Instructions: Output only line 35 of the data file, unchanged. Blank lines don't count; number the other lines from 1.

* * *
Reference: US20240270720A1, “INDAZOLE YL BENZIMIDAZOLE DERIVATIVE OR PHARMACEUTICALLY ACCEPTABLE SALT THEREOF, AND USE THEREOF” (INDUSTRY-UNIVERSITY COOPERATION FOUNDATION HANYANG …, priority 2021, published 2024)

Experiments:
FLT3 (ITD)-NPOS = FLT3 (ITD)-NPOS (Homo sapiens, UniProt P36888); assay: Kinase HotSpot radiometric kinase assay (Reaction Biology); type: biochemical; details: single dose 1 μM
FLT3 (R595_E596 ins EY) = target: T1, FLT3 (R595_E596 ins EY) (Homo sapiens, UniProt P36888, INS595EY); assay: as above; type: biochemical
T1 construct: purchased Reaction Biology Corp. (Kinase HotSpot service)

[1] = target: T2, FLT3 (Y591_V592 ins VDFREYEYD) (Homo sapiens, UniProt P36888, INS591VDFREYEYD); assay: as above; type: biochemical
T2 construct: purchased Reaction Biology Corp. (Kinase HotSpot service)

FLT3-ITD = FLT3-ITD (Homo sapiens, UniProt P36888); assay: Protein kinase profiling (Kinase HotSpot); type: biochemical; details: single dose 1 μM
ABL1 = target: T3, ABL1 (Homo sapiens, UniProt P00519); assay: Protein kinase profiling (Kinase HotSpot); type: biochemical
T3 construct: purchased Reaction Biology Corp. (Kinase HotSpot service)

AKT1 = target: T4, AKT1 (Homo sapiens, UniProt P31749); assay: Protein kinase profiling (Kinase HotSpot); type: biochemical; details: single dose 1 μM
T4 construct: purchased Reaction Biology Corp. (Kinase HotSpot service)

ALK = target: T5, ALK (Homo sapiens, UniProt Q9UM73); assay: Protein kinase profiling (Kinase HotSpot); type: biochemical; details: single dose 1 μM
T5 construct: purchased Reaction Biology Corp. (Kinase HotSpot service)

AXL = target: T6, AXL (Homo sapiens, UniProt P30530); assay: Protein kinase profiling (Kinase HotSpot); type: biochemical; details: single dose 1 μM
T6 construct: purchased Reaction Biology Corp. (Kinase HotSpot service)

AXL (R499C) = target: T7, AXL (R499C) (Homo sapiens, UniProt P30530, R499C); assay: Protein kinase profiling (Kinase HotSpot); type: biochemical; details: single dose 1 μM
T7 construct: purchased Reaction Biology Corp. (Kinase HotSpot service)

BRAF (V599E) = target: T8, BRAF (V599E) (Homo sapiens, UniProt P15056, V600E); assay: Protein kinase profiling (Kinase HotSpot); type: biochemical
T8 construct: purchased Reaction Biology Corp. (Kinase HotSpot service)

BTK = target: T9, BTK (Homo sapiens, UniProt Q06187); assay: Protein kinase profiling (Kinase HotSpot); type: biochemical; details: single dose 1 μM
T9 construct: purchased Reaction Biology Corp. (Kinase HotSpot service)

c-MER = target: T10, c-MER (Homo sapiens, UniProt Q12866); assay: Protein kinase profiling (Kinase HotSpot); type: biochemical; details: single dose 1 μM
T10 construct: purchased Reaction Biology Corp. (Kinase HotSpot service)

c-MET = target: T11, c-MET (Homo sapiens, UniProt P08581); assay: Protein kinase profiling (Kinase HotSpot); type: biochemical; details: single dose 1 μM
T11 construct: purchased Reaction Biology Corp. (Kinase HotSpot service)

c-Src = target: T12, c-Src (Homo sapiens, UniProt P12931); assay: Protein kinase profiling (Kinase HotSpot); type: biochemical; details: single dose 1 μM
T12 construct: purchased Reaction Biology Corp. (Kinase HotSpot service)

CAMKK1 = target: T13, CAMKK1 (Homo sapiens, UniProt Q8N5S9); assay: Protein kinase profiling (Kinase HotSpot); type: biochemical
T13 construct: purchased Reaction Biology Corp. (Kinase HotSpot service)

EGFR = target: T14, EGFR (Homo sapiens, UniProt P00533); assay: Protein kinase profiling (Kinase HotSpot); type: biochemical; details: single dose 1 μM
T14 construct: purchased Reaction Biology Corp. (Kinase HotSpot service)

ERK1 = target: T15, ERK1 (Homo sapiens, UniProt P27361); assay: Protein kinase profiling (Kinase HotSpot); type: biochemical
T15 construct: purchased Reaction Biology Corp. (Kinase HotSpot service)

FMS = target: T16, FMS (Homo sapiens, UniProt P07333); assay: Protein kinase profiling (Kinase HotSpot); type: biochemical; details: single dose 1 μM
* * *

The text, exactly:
FMS = target: T16, FMS (Homo sapiens, UniProt P07333); assay: Protein kinase profiling (Kinase HotSpot); type: biochemical; details: single dose 1 μM